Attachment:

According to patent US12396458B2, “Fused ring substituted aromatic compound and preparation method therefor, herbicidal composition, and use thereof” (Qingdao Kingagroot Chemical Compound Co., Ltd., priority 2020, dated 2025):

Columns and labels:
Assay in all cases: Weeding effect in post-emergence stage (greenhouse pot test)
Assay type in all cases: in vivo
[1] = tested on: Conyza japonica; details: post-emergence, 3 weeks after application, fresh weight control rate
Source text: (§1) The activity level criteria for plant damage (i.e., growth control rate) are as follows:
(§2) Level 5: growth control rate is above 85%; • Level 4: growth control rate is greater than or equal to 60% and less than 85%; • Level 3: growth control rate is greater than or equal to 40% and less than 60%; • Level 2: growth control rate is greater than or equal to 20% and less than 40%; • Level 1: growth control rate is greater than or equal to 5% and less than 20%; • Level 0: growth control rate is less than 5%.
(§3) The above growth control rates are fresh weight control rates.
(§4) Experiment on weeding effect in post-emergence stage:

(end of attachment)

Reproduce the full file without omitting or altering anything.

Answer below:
According to patent US12396458B2, “Fused ring substituted aromatic compound and preparation method therefor, herbicidal composition, and use thereof” (Qingdao Kingagroot Chemical Compound Co., Ltd., priority 2020, dated 2025):

Columns and labels:
Assay in all cases: Weeding effect in post-emergence stage (greenhouse pot test)
Assay type in all cases: in vivo
[1] = tested on: Conyza japonica; details: post-emergence, 3 weeks after application, fresh weight control rate
Source text: (§1) The activity level criteria for plant damage (i.e., growth control rate) are as follows:
(§2) Level 5: growth control rate is above 85%; • Level 4: growth control rate is greater than or equal to 60% and less than 85%; • Level 3: growth control rate is greater than or equal to 40% and less than 60%; • Level 2: growth control rate is greater than or equal to 20% and less than 40%; • Level 1: growth control rate is greater than or equal to 5% and less than 20%; • Level 0: growth control rate is less than 5%.
(§3) The above growth control rates are fresh weight control rates.
(§4) Experiment on weeding effect in post-emergence stage: